It's perfectly fine to be a process-oriented person. Often in a support role, you're presented with some sort of script to read from or reference. Customer calls about X, you open the X page in your manual and go through the questions.
Don't do this.
Your job is manyfold, but primarily it is to know what you are supporting, and to solve people's problems. Ditch the script. Do these two things. Nobody did anything good by just doing what they were told.
Put another way: You won't learn how to program anything by just following steps in a book. Yes, you will have made what the book instructed you to make. But what have you learned, other than how to make that thing? Only by exploring, asking questions, and extrapolating will you truly expand your knowledge.
Extrapolate. Be wrong -- and then be right.
My dad always told me, "The only way to really know how something works is to break it."
So we break up this model into its distinct parts and we ask, "What is this actually describing?" Not in technical jargon, but in a real-world application. Going back to the above example for when you're trying to figure out why a printer isn't working. There are many approaches to take, but today we will focus on two.
One End to the Other
Now that I've railed against scripts and checklists, let's talk about using the OSI model as a checklist for troubleshooting.
The most basic approach you can take to solving a problem is to ask questions from one end to the other. Of course, not all layers will always be applicable. But it's still an effective approach. Use the model as a guide: where to begin, and which direction to go.
We go back to the problem: "My printer isn't working."
We go down the list:
- Physical: Is the printer plugged in? Is it on? Is it plugged in directly to the PC, or is it a network printer?
- Network: Is the printer visible on the network? Does it respond to ping?
- Transport: Is the port blocked or used by another process?
- Application: Are the right printer drivers installed? Can anything else print on this printer from this machine?
- User: Did the user choose the right printer? Did they accidentally print to PDF?
Which end of the model you start with will depend on the person you're talking to.
Sometimes you're faced with a problem you've never seen before, and have no clue where to begin. Using the model as a sort of workflow generator will guarantee you at least have somewhere to start asking questions. When in doubt, start at the Physical layer, and work up. Once you start asking questions and getting answers, you're over halfway to solving the problem.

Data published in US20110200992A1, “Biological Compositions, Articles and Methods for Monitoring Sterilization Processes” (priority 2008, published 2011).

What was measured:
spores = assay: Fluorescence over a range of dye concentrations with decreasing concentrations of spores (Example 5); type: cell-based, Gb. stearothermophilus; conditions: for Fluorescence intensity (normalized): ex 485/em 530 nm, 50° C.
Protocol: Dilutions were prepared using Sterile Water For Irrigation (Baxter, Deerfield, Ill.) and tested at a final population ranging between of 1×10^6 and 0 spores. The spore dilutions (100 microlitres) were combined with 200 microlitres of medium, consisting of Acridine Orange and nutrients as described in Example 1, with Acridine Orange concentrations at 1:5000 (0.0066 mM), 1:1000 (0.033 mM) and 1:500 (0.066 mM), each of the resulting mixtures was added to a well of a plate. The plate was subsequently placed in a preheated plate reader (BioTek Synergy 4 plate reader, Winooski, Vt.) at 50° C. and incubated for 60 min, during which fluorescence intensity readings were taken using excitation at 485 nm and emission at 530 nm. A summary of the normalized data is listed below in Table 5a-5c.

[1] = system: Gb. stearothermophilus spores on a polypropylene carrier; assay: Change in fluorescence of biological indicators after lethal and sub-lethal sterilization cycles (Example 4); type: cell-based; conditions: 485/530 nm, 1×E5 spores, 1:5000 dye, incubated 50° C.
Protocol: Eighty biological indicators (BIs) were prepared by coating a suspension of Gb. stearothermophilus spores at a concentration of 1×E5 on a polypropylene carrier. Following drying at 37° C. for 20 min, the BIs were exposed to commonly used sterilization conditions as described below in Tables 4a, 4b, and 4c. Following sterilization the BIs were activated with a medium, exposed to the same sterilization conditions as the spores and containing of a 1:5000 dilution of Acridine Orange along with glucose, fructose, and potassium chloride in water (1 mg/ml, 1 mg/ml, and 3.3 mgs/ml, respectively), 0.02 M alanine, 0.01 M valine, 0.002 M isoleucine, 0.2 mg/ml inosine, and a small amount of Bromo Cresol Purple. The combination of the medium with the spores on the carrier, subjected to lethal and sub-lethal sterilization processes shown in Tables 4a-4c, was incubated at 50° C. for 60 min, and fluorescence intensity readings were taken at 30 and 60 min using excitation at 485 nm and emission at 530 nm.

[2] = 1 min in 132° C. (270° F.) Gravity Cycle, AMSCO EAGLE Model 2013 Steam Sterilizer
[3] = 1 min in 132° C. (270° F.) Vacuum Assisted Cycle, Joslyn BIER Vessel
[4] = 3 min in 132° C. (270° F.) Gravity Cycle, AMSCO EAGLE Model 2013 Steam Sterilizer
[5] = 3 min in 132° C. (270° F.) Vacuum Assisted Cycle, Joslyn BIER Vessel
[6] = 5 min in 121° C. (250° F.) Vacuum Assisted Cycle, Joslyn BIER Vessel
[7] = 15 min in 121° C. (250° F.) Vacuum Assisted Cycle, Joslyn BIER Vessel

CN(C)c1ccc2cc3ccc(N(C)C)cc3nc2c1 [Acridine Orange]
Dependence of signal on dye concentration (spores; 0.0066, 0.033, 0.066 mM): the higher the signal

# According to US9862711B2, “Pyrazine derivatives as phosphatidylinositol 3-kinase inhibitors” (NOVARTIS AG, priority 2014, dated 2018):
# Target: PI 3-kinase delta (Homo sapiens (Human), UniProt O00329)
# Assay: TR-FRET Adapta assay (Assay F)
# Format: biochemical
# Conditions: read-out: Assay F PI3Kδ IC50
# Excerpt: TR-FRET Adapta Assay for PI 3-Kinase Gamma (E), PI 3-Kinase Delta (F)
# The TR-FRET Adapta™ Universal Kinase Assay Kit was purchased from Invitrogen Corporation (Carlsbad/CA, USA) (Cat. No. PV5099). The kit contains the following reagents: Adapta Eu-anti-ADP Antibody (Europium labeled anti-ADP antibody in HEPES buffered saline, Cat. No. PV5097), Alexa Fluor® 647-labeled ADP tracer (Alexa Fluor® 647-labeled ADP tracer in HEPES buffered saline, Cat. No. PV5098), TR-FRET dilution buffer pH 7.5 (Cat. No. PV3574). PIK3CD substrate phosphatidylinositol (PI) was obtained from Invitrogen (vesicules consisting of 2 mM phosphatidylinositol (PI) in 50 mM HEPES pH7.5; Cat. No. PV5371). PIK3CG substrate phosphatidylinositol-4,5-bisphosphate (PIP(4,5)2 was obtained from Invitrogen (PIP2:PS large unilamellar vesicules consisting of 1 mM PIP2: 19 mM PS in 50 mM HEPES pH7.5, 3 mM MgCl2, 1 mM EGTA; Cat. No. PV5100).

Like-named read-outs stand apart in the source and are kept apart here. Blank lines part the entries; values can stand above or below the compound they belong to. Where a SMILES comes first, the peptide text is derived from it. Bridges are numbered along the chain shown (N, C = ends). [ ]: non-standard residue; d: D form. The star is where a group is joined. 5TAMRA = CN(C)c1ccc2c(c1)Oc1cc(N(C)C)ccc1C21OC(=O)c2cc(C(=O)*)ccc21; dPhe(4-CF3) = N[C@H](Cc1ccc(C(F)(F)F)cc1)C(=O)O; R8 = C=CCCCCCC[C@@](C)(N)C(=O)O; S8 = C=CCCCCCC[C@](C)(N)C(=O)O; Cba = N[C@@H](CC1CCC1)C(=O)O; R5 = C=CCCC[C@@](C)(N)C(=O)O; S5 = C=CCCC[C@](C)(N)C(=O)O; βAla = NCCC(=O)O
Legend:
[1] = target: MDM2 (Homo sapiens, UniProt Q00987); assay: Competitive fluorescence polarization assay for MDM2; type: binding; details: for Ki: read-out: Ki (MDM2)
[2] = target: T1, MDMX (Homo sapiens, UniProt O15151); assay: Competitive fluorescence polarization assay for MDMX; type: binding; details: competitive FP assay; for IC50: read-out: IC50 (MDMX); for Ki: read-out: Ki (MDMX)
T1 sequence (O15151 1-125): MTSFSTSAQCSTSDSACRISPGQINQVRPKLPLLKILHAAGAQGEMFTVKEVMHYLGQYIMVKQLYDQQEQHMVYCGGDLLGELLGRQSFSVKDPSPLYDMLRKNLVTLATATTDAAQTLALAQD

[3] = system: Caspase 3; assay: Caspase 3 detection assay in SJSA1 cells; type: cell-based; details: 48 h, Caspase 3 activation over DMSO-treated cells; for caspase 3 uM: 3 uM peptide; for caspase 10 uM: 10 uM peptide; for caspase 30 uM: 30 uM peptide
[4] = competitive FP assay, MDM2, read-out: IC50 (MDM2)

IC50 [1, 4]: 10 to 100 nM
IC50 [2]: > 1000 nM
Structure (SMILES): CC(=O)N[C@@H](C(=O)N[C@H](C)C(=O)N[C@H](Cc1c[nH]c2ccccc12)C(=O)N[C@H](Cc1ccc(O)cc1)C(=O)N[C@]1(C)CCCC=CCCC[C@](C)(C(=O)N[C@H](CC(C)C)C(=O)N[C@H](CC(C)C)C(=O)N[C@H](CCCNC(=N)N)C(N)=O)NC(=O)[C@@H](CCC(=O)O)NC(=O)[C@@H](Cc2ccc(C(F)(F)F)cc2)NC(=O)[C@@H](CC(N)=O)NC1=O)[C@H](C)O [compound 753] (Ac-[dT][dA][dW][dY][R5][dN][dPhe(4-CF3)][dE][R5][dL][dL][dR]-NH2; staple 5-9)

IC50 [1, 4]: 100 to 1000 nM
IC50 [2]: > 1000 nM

Always check your connections.
The Generalized Approach
The OSI model, at its core, was developed to describe in abstract terms the relationships between a specific component of networking, and the components that connect to it.
When you're trying to solve a problem and you're looking at a specific component in a system, use the same idea. What else in the system touches this component? What is the purpose and nature of this connection? Did this component, or any of its adjacent components, change recently?
Asking "what changed?" can usually get you to a solution very quickly.
It may be useful, if you work for a software vendor, to make an "OSI model" of your own software and its components. This exercise will help you gain a more intimate understanding of your own product. It will also be a great resource for others on your team. Even more -- it could be used as a training tool for both new employees and your customers.
This approach has given me the best mileage. From the support angle, knowing and having mapped out "feature X ties into feature Y but goes through feature Z first" saves so much time when someone calls and says, "I can't get feature Y to work right."
Sometimes it takes a little bit more intuiting than you're used to. More following your gut. But one thing I've learned is: your gut is usually right.
We've talked about the usefulness of frameworks, and their pitfall. You shouldn't always blindly follow a checklist or a guide. Develop your knowledge of what you're supporting and create your own frameworks. And don't be afraid to adjust your map as your knowledge of the territory grows.
This may not be the last time we talk about the OSI model, but this post is already over two thousand words. I hope something here has been helpful for you.
This article was updated on September 30, 2018